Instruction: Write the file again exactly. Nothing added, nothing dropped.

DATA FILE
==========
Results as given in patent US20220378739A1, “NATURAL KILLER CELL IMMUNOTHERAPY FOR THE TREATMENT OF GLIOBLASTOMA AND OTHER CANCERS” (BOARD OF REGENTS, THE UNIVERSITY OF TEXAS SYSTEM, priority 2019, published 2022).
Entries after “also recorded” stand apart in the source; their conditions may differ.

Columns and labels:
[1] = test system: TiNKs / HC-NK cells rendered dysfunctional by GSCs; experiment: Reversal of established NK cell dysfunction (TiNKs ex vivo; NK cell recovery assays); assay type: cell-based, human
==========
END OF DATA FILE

Results as given in patent US20220378739A1, “NATURAL KILLER CELL IMMUNOTHERAPY FOR THE TREATMENT OF GLIOBLASTOMA AND OTHER CANCERS” (BOARD OF REGENTS, THE UNIVERSITY OF TEXAS SYSTEM, priority 2019, published 2022).
Entries after “also recorded” stand apart in the source; their conditions may differ.

Columns and labels:
[1] = test system: TiNKs / HC-NK cells rendered dysfunctional by GSCs; experiment: Reversal of established NK cell dysfunction (TiNKs ex vivo; NK cell recovery assays); assay type: cell-based, human